Becky Storey.

October 29, 2019.

Overgeneralization is a common way of thinking which is rarely referred to by its real name but is done by almost everyone. Most of us do it at least a little. But some of us allow ourselves to dive so deep into overgeneralizing almost everything that our mental health is at stake. We do this every time we jump to the conclusion that one bad thing equals only bad things in future.
Overgeneralization is a kind of cognitive distortion. If you overgeneralize, this means you tend to assume one event is representative of something in its entirety. It is similar to catastrophizing.
Examples of Overgeneralization
For example, if a person once sees a dog being loud and aggressive, they might assume that all dogs are equally as dangerous and decides to avoid them all. In this scenario, the person is overgeneralizing what dogs are really like. This is how most fears are developed – from overgeneralizing after one difficult experience.
Dating and your romantic life are often victims of your overgeneralizing thoughts. If you go on one date with a man and he turns out to be an awful and rude person, you might overgeneralize and conclude that all men are just as terrible. As a result, you will struggle to let anyone close to you again.
By jumping so such huge, dramatic conclusions, you could be damaging all your future prospects in a whole variety of ways, from romance to your career, friends and even your family. If you convince yourself that “all” of something is bad or wrong, you’ll be cutting off huge chunks of your life.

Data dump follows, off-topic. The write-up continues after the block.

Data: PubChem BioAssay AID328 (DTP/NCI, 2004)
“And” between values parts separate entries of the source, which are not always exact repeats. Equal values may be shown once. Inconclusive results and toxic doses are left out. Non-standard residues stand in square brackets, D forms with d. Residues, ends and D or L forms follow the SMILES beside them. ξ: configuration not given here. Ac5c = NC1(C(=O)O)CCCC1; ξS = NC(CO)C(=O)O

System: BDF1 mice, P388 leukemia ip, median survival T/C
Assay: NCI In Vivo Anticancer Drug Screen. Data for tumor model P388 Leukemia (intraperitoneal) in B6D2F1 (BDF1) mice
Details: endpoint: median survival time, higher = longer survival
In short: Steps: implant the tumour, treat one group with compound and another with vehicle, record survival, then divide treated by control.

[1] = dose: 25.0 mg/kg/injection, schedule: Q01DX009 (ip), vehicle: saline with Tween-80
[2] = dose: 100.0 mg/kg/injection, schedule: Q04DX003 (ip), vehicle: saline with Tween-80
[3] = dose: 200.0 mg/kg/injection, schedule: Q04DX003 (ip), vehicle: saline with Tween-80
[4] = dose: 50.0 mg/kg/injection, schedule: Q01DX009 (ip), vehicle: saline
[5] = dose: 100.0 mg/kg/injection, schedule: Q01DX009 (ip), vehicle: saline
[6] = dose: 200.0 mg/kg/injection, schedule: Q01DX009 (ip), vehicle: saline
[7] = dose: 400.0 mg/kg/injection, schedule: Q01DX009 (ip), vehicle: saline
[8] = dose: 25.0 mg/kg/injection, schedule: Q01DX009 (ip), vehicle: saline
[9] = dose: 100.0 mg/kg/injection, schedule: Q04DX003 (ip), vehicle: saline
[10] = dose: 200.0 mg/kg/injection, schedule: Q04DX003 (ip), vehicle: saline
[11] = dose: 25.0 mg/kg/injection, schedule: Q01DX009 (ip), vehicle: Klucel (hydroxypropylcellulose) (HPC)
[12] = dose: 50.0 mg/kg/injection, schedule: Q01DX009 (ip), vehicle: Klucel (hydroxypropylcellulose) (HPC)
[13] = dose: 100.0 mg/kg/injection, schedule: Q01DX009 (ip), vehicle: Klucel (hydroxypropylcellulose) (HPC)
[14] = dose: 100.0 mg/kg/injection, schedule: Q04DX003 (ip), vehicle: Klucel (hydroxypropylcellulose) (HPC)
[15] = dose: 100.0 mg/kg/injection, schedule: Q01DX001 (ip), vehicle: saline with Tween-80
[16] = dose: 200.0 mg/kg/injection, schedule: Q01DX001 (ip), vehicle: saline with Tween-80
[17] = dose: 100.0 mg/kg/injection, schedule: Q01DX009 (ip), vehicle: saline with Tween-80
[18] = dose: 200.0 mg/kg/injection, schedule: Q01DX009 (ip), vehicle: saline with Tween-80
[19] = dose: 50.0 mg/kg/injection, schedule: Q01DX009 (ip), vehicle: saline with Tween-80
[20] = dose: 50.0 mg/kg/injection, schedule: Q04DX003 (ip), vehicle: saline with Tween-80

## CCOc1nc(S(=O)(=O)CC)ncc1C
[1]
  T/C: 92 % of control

Overgeneralization can be simple in day to day life and not too disruptive though. For example, when you assume that because you once disliked a mushroom-based meal, you’ll never like anything mushroom related at all.
These sorts of things aren’t too problematic and tend to create the simple biases we have which dictate our likes and dislikes. However, certain situations can’t afford to be overgeneralized. That’s because they have such a profound effect on your mental health, especially anxiety and depression.
Overgeneralizing Yourself
If you suffer from low self-esteem, you’re probably upsettingly familiar with overgeneralization. Many of us have moments where we assume far too quickly and let small occurrences affect our overall perceptions. But some people struggle with overgeneralization on a far more personal level and with much more serious consequences on our wellbeing.
By jumping to conclusions about ourselves, we tend to limit our potential. Wed reduce our chances of a full, happy life. Overgeneralizing impairs your judgment and your view of the world around you. Is it familiar to you to hear these words from your inner critic? “I always fail” or “I’ll never be able to do that”. If it is, you’re probably suffering from the effects of low self-esteem as a result of overgeneralization.
If you’ve tried at something and failed, you’re more likely to be worried about trying again. But there’s a difference between being worried and being certain you simply can’t do it.
Failure is normal and even necessary in the pursuit of a dream. But by overgeneralizing, you might allow yourself to think that you’re always going to fail at anything you try in future.